In case you missed it, Adrian was featured in the Western Mail outlining how and why social care co-ops are such a positive model for care and wellbeing.
First printed on 23rd October 2017:
‘Co-operation is key for care’
Co-operatives have a core set of principles which put its members at the heart of decision making. Here, Adrian Roper, chairman of Social Co-operation Forum, explains how they are being used to transform social care for the better.
Social care is often in the news for depressing reasons. We hear stories of remote professionals failing to notice that things are going badly wrong for someone in need. We hear of criminal neglect in care homes run by business interests that view care staff as just a cost to be minimised and put private profit above human dignity. And we hear how the number of people needing social care is rising whilst the amount of money for it is being squeezed or cut.
So it makes a change to report that something positive and new is happening in social care, and that Wales is at the forefront of its development. That new thing is the application of co-operative values and principles to the organisation and delivery of care and support. People with shared needs and interests are coming together to form their own co-operatives, and existing care agencies are transforming themselves along co-operative lines.
What is a co-operative? Put simply, it’s a group of people working together in ways that help all the members. Co-ops have been around since at least 1844 when a group of families in Rochdale decided they’d had enough of buying poor quality food at prices they could barely afford. So they set up their own shop. Their success led ultimately to a global network of ethical businesses with over a billion members. The Rochdale pioneers adopted values of self-help, mutual assistance, equality and democracy, and these are still at the heart of co-ops across the world. So are a set of principles that put members at the heart of every co-op: as co-owners, as contributors, as decision-makers, as holders-to-account of managers, and as carers about the communities they live in.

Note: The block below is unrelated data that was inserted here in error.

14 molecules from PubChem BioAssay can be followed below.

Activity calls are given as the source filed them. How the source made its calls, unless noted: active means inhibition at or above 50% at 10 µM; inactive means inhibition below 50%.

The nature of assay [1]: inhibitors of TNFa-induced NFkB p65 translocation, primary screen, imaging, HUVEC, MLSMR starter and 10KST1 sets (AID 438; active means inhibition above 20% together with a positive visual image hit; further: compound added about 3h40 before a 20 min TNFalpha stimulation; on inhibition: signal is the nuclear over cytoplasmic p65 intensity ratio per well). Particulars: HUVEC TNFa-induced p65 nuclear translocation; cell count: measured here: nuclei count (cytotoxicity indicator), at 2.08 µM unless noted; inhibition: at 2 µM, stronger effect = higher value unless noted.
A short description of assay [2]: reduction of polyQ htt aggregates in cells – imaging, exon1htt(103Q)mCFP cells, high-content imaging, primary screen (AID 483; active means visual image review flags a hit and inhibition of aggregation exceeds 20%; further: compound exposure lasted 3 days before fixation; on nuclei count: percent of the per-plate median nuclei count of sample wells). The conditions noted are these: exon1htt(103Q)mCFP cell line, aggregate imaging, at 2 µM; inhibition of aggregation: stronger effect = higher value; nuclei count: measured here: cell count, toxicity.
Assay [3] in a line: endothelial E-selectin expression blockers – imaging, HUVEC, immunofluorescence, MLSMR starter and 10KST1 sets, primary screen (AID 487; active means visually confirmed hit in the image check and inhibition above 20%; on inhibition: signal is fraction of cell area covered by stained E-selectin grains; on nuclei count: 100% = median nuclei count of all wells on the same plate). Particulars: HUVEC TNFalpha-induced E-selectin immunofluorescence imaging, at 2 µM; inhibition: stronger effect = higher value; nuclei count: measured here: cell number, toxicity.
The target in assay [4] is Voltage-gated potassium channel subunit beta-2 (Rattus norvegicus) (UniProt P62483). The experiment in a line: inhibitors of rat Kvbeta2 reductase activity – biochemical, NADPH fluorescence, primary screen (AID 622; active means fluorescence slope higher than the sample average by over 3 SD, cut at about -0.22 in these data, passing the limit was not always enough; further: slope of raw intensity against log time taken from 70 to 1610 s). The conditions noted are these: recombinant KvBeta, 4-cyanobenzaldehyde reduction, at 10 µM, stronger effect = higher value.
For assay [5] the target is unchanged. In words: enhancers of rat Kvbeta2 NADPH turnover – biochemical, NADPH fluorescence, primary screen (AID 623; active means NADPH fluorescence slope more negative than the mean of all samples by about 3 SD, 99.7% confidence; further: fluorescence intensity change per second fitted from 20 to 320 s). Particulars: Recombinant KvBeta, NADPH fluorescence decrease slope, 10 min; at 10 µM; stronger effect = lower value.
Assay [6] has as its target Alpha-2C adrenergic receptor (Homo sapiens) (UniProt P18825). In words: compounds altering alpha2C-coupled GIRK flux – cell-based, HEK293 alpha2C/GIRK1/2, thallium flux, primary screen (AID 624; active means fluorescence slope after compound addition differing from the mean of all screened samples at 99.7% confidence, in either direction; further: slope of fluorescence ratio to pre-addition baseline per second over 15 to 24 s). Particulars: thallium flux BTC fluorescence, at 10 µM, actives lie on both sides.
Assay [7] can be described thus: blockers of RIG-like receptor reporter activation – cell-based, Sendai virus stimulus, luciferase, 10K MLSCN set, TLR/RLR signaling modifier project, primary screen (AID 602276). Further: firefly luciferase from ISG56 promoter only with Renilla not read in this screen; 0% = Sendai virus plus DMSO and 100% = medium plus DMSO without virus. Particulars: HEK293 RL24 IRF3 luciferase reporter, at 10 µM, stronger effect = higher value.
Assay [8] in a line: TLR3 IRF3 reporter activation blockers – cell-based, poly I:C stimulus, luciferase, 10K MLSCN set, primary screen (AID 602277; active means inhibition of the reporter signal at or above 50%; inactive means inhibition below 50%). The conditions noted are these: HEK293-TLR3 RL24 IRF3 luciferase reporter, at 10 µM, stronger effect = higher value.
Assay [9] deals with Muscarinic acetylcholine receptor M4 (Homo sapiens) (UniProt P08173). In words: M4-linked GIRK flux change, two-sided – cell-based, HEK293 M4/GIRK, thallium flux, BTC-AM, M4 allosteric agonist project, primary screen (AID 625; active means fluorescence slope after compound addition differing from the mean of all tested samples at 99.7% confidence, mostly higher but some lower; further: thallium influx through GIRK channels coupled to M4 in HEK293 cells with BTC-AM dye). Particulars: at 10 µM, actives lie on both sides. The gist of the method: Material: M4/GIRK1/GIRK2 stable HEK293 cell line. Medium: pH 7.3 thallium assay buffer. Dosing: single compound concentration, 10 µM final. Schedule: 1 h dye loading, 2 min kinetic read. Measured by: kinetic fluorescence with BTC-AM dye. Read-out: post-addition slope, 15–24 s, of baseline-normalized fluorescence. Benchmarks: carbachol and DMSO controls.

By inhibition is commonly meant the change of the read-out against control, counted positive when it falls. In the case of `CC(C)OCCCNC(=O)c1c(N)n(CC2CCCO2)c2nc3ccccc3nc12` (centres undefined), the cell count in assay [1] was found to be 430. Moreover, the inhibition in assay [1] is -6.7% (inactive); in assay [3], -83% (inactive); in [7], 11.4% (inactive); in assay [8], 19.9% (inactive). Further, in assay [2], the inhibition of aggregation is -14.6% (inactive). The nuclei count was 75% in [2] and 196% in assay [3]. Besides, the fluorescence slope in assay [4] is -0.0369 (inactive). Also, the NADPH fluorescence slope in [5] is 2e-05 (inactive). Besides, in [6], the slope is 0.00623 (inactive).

It is the ethical, member-centred nature of co-ops that make them such an attractive model for organising social care. Some social care co-ops only have workers as members. This doesn’t mean they are not committed to empowering the people they support. There are great examples of worker co-ops putting that commitment into practice. But a co-op in which the people receiving support are full voting members clearly offers something extra. Some co-ops are accordingly organised as user co-ops. Some are “multi-stakeholder” co-ops, allowing both the givers (workers) and receivers (people/citizens) of care and support to be full voting members. This creates the opportunity for a balance of important views, and offers worker-members the respect and recognition they are often denied in social care. The 2014 Social Services and Well-being Act for Wales explicitly encourages the givers and receivers of social care to work together as equals, and to co-produce service outcomes. The multi-stake-holder co-op is a great model for this collaborative approach.
Why is the ethical, member-centred aspect of co-ops so important in the context of social care? Above all, it is because it reduces the risk of harm to vulnerable people. If you are the co-owning member of a care organisation that exists for and through its members, you are less likely to be forgotten or marginalised by remote decision-makers, and you are more likely to be surrounded by other members who are looking out for you, and who have the status and organisational encouragement to speak up. If you are the co-owning member of your own care co-op, you can be absolutely assured that no-one is cutting back on the quality of your care in order to make themselves or anyone else richer.
And co-op values are also important because they consistently encourage co-ops to do more and be more than just self-centred businesses. The focus on doing right for their members leads naturally towards doing right for the communities in which their members live. Co-ops are certainly not about solving social care’s financial challenge by coming in cheaper than other providers. But they do offer the prospect of every pound of social care funding being spent to best effect. Care co-op members don’t just receive care and support. They contribute. They support each other. They value and build relationships. They build better communities for everyone.
This isn’t just a theoretical dream. Some of Wales’ biggest support providers have adopted the multi-stakeholder co-op model, and there are a growing number of people across Wales coming together locally to create their own care co-ops.
If you would like to find out more, please contact the Care to Co-operate team at the Wales Co-operative Centre at http://www.care.wales.coop. Thanks to financial support from Welsh Government, the team can offer information, start-up tool-kits, hands-on assistance and a friendly co-operative ear.